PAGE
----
[Windows] Development of a game engine


J

jannikolas.jansen

Hello,

I am trying to develop a simple game engine in C++ for Windows using
the DirectX SDK 2010 (June). However, when running an application
using my game engine that does nothing but display a text (the actual
framerate), I get maximum framerates of around 70. If I use other game
engines, such as Allegro, or IndieLib I usually get framerates around
300 on my system. Obviously, my approach here is completely
unefficient and I am looking for a way to speed things up.

My current approach is as naive as possible: I initialize stuff,
create a window, and start a timer that calls my main loop. In this
main loop I calculate what's necessary and then render everything to
screen.

To give you an impression of what it looks like in C++ source code:

SetTimer( hWnd, IDT_MAINLOOP, 0, MainLoop ); // this is how I set my
timer up

// this is pretty much what my timerproc function looks like
void WINAPI CALLBACK MainLoop( HWND hWnd, UINT uiMessage, UINT
uiTimerId, DWORD dwTime ) {
static DWORD dwActualFramerate = 0;
static DWORD dwTimeOfLastCall = 0;

if( uiTimerId == IDT_MAINLOOP ) { // if the main loop timer called
// calculate actual framerate
if( dwTimeOfLastCall > 0 )
dwActualFramerate = 1000 / (dwTime - dwTimeOfLastCall);
dwTimeOfLastCall = dwTime;
// do what i actually want to do
think(); // calculate everything
render(); // render everything
}
}

I would really appreciate if someone experienced in this matter could
push me in the right direction of how to improve this design.

Thanks in advance,
Jan Nikolas Jansen
 
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J

Jan Nikolas Jansen

Hello,

I am trying to develop a simple game engine in C++ for Windows using
the DirectX SDK 2010 (June). However, when running an application
using my game engine that does nothing but display a text (the actual
framerate), I get maximum framerates of around 70. If I use other game
engines, such as Allegro, or IndieLib I usually get framerates around
300 on my system. Obviously, my approach here is completely
unefficient and I am looking for a way to speed things up.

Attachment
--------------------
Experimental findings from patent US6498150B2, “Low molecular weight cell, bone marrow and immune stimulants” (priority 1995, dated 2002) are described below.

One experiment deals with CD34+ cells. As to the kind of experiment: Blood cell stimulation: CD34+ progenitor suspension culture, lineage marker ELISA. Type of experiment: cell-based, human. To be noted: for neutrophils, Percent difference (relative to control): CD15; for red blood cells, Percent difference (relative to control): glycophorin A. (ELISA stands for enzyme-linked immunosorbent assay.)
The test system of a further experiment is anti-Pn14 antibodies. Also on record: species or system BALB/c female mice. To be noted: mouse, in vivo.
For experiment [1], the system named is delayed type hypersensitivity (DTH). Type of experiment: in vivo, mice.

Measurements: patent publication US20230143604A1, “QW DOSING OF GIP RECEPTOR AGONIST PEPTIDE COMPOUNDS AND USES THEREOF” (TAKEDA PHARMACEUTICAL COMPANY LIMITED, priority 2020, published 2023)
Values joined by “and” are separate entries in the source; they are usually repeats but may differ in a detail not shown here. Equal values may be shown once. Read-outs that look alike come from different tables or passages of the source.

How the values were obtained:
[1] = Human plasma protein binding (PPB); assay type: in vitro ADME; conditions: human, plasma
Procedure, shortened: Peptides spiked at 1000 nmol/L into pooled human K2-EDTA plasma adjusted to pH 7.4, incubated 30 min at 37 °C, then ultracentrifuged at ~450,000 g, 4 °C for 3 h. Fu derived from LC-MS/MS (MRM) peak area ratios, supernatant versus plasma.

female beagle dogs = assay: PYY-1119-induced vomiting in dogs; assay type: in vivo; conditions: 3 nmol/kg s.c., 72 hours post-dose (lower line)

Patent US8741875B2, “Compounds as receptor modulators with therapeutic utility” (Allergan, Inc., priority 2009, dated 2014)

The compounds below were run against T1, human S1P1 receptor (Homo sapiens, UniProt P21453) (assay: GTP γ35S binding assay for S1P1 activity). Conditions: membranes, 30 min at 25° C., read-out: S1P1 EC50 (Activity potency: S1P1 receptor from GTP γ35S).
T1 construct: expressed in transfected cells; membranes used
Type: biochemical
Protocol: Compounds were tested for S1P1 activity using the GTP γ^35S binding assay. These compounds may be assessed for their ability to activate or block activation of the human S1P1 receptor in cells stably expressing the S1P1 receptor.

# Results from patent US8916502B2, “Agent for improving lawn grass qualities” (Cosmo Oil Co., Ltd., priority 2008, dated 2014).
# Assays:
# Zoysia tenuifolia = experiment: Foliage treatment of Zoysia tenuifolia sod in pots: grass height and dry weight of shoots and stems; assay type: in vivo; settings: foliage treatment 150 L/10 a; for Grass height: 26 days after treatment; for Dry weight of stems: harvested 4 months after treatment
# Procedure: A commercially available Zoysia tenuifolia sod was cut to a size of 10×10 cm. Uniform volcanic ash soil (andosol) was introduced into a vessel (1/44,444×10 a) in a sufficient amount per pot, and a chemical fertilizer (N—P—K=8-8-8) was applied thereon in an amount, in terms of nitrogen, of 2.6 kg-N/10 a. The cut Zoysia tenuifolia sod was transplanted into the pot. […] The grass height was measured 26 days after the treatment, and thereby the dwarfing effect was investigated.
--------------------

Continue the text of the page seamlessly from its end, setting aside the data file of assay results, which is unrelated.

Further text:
My current approach is as naive as possible: I initialize stuff,
create a window, and start a timer that calls my main loop. In this
main loop I calculate what's necessary and then render everything to
screen.

To give you an impression of what it looks like in C++ source code:

SetTimer( hWnd, IDT_MAINLOOP, 0, MainLoop ); // this is how I set my
timer up

// this is pretty much what my timerproc function looks like
void WINAPI CALLBACK MainLoop( HWND hWnd, UINT uiMessage, UINT
uiTimerId, DWORD dwTime ) {
   static DWORD dwActualFramerate = 0;
   static DWORD dwTimeOfLastCall = 0;

   if( uiTimerId == IDT_MAINLOOP ) { // if the main loop timer called
       // calculate actual framerate
       if( dwTimeOfLastCall > 0 )
           dwActualFramerate = 1000 / (dwTime - dwTimeOfLastCall);
       dwTimeOfLastCall = dwTime;
       // do what i actually want to do
       think(); // calculate everything
       render(); // render everything
   }

}

I would really appreciate if someone experienced in this matter could
push me in the right direction of how to improve this design.

Thanks in advance,
Jan Nikolas Jansen

I found a way to solve this problem by using a thread for my MainLoop
instead of a timer callback function. The thread will measure the time
using GetTicks. Additionally, the time that drawing takes will be
measured, and if the game happens to get behind the desired framerate,
it will skip drawing frames until a certain maximum value for skipping
frames is reached.
 

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